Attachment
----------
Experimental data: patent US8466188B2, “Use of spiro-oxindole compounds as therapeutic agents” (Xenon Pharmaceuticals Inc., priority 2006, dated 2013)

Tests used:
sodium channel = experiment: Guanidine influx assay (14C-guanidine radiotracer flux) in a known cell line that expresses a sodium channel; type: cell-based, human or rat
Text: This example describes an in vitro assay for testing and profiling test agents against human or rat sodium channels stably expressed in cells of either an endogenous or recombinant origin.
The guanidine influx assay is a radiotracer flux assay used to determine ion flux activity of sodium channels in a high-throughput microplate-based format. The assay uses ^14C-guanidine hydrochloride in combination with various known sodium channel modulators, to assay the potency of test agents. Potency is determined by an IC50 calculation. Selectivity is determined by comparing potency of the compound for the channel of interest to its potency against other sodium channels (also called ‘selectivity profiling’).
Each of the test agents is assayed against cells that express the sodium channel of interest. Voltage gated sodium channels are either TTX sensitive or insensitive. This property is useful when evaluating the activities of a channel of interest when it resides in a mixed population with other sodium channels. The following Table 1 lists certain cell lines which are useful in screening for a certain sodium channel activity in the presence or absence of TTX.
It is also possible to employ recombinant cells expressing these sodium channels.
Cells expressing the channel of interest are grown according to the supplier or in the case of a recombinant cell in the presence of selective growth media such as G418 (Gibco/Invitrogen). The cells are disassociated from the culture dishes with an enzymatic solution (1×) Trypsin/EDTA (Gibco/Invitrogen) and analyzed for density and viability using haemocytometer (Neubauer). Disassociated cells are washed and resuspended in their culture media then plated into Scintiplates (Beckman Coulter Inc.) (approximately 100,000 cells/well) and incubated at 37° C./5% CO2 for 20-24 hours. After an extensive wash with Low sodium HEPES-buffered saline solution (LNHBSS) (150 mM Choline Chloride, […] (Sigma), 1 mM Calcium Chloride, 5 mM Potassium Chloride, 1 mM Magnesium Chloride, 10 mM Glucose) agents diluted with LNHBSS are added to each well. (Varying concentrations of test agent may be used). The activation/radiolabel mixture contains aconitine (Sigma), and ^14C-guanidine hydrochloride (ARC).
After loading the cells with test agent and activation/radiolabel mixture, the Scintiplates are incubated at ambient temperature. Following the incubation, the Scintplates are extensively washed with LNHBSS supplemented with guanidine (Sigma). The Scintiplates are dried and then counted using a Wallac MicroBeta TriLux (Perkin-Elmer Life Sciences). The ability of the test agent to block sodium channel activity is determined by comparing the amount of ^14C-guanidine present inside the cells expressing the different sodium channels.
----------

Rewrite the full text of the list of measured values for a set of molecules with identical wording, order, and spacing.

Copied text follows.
Experimental data: patent US8466188B2, “Use of spiro-oxindole compounds as therapeutic agents” (Xenon Pharmaceuticals Inc., priority 2006, dated 2013)

Tests used:
sodium channel = experiment: Guanidine influx assay (14C-guanidine radiotracer flux) in a known cell line that expresses a sodium channel; type: cell-based, human or rat
Text: This example describes an in vitro assay for testing and profiling test agents against human or rat sodium channels stably expressed in cells of either an endogenous or recombinant origin.
The guanidine influx assay is a radiotracer flux assay used to determine ion flux activity of sodium channels in a high-throughput microplate-based format. The assay uses ^14C-guanidine hydrochloride in combination with various known sodium channel modulators, to assay the potency of test agents. Potency is determined by an IC50 calculation. Selectivity is determined by comparing potency of the compound for the channel of interest to its potency against other sodium channels (also called ‘selectivity profiling’).
Each of the test agents is assayed against cells that express the sodium channel of interest. Voltage gated sodium channels are either TTX sensitive or insensitive. This property is useful when evaluating the activities of a channel of interest when it resides in a mixed population with other sodium channels. The following Table 1 lists certain cell lines which are useful in screening for a certain sodium channel activity in the presence or absence of TTX.
It is also possible to employ recombinant cells expressing these sodium channels.
Cells expressing the channel of interest are grown according to the supplier or in the case of a recombinant cell in the presence of selective growth media such as G418 (Gibco/Invitrogen). The cells are disassociated from the culture dishes with an enzymatic solution (1×) Trypsin/EDTA (Gibco/Invitrogen) and analyzed for density and viability using haemocytometer (Neubauer). Disassociated cells are washed and resuspended in their culture media then plated into Scintiplates (Beckman Coulter Inc.) (approximately 100,000 cells/well) and incubated at 37° C./5% CO2 for 20-24 hours. After an extensive wash with Low sodium HEPES-buffered saline solution (LNHBSS) (150 mM Choline Chloride, […] (Sigma), 1 mM Calcium Chloride, 5 mM Potassium Chloride, 1 mM Magnesium Chloride, 10 mM Glucose) agents diluted with LNHBSS are added to each well. (Varying concentrations of test agent may be used). The activation/radiolabel mixture contains aconitine (Sigma), and ^14C-guanidine hydrochloride (ARC).
After loading the cells with test agent and activation/radiolabel mixture, the Scintiplates are incubated at ambient temperature. Following the incubation, the Scintplates are extensively washed with LNHBSS supplemented with guanidine (Sigma). The Scintiplates are dried and then counted using a Wallac MicroBeta TriLux (Perkin-Elmer Life Sciences). The ability of the test agent to block sodium channel activity is determined by comparing the amount of ^14C-guanidine present inside the cells expressing the different sodium channels.